Where Y'Eat: A Second Round Of Flavor Memories At Frankie & Johnny's
The revival of a classic backstreet seafood restaurant helps restore more than just a roster of familiar dishes.
It’s been six months now since Frankie & Johnny’s Restaurant reopened, and still you can spot the people coming back in for the first time. They’re the ones giving this classic old backstreet seafood joint the closest examination, with something more like proprietary concern than mere curiosity. This is what happens when people feel a personal connection to a particular restaurant, and I have to count myself in that number.
Frankie & Johnny’s has been in business in one rendition or another since 1942 near the Uptown riverfront. Some people have histories and traditions with this restaurant reaching back generations. My own is a lot more recent by comparison.
I first ate at Frankie & Johnny’s 15 years ago this month. It was during a visit to New Orleans, not long before I moved to the city. A friend brought me along for a trip up Tchoupitoulas Street from my downtown hotel, through a fog of termites and the echo of river sounds. He taught me how to peel crawfish here and reassured me that, yes, that big crab leg did indeed belong in my gumbo bowl. He told me how much I’d enjoy living in New Orleans, and the table before us held very tangible evidence to back him up.
Later, as I settled into my adopted city, Frankie & Johnny’s became an ad hoc welcome center for a circle of my friends. It was the place we’d all take out-of-towners for an orientation meal on the New Orleans flavors they’d heard so much about. When some of those friends moved away, the restaurant was the customary send-off spot too, for that final meal before departing to places where Frankie & Johnny’s would not be possible.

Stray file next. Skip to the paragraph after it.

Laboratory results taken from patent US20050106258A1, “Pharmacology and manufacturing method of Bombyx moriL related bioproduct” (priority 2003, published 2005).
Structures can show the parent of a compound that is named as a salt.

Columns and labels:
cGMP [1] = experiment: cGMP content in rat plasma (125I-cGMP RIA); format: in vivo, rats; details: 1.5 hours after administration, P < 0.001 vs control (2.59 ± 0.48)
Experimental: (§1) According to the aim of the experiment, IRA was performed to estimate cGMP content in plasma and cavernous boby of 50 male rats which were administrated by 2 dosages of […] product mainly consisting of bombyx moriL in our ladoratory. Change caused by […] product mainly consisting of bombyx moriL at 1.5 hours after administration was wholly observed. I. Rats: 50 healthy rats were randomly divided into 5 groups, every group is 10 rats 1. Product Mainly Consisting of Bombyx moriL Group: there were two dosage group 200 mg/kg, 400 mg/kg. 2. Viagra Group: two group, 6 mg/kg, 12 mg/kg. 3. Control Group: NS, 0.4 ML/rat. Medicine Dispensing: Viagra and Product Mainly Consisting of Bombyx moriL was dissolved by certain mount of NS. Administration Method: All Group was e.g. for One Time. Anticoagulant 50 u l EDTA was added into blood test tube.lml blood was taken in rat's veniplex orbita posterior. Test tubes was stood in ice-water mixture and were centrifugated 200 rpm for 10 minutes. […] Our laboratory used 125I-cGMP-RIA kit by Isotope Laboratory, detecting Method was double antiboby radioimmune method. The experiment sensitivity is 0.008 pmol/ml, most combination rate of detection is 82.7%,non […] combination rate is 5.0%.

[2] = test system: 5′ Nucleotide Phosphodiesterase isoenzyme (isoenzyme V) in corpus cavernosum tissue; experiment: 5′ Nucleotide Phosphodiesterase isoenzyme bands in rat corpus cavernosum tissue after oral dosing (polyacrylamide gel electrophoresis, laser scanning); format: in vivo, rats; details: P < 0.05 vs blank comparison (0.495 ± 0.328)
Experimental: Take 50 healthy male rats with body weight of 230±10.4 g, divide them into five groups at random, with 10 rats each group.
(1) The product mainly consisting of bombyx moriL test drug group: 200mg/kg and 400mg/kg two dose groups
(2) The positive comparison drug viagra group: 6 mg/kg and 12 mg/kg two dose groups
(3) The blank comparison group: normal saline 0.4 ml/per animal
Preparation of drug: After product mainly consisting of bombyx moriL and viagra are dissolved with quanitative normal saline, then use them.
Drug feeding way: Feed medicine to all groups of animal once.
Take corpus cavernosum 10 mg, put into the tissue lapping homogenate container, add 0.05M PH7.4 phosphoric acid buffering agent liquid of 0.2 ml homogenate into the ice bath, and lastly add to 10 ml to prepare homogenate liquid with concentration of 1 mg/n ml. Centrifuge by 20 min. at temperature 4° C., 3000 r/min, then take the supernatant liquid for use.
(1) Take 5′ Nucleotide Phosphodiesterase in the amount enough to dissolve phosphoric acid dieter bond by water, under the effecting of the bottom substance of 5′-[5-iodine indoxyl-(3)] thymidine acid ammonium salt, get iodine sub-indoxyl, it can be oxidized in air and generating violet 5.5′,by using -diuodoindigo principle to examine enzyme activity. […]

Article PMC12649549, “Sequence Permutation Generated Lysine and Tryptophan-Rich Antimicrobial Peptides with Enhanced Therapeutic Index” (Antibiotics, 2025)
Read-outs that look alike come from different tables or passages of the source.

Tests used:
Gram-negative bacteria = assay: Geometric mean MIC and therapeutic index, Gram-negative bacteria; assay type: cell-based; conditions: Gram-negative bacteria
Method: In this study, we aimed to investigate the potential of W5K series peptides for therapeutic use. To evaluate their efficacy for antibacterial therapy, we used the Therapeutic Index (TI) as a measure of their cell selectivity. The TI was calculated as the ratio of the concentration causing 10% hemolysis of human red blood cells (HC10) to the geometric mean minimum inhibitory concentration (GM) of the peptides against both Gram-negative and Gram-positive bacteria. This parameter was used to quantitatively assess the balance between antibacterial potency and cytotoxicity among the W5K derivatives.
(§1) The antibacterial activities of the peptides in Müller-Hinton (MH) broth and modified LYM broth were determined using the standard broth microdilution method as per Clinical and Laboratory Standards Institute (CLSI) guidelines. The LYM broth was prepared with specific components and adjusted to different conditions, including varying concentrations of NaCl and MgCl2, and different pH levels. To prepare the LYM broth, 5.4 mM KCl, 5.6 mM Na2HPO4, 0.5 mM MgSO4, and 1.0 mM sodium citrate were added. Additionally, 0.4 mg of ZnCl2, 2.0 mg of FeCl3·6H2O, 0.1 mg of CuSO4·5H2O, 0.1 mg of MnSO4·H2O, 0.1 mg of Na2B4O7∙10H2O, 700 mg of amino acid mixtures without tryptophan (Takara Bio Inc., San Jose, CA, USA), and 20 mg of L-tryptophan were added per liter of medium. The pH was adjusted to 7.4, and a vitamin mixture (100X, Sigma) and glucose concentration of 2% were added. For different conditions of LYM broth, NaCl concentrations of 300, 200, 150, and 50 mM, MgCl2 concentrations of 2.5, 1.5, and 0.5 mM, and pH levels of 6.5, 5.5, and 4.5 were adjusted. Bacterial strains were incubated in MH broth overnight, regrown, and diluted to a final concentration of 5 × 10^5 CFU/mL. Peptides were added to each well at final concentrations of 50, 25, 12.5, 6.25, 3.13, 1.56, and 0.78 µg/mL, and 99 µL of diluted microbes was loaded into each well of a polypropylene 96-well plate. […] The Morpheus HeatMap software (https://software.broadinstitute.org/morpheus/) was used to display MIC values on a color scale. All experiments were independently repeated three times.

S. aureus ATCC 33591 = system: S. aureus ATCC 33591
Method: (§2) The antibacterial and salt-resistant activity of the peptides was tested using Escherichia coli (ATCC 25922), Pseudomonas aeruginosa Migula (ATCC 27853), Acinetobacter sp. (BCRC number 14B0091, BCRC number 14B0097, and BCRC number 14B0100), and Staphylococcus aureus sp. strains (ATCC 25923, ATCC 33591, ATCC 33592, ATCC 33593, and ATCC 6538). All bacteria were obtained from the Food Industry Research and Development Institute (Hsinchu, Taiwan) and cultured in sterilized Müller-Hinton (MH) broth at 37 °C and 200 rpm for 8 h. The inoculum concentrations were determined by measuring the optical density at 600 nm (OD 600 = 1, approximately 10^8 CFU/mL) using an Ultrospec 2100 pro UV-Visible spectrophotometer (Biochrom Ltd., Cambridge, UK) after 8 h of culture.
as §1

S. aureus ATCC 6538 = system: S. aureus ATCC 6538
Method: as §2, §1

You don’t quit a restaurant like that the first time the food lets you down, or when you notice it’s looking kind of grubby. Still, enough of that was overlooked for too long, and eventually Frankie & Johnny’s had gone beyond the pale. I stopped visiting or recommending it. When it closed early in 2013, the news came more as a pity than a shock.
But new operators soon took over and in November reopened the restaurant with a gleaming renovation and a management team well attuned to the balance of restoring its prospects and maintaining its character.
Not everything is the same. I miss the alligator soup. I miss the muffuletta and the crawfish pies. But the fried pepper rings remain essential. And, as usual, the best part of the perfunctory dinner salad is the spicy Cajun dressing. Get it on the side, keep it after they take away your salad plate and use it as a dip for the fried chicken, another Frankie & Johnny’s favorite. The layout is basically the same, but improved. I like the new patio seating up front and the new oyster bar in the corner. Meanwhile, the vastly improved beer selection shows how even the classic flavors of boiled seafood are lifted by the rising tide of craft beer. As long as we’re toasting fond memories, we might as well have something good in the glass.
Frankie & Johnny’s Restaurant
321 Arabella St., New Orleans, 504-243-1234; www.frankieandjohnnys.net
Franky & Johnnie’s serves lunch and dinner daily.